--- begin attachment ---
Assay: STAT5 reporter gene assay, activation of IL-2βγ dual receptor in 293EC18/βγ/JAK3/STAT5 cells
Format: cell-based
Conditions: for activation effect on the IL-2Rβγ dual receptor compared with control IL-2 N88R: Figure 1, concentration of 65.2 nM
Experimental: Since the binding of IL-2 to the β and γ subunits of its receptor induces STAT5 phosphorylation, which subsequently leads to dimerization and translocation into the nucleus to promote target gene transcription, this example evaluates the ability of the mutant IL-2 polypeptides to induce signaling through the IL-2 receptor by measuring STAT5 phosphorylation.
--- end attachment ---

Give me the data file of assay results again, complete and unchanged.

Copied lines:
Assay: STAT5 reporter gene assay, activation of IL-2βγ dual receptor in 293EC18/βγ/JAK3/STAT5 cells
Format: cell-based
Conditions: for activation effect on the IL-2Rβγ dual receptor compared with control IL-2 N88R: Figure 1, concentration of 65.2 nM
Experimental: Since the binding of IL-2 to the β and γ subunits of its receptor induces STAT5 phosphorylation, which subsequently leads to dimerization and translocation into the nucleus to promote target gene transcription, this example evaluates the ability of the mutant IL-2 polypeptides to induce signaling through the IL-2 receptor by measuring STAT5 phosphorylation.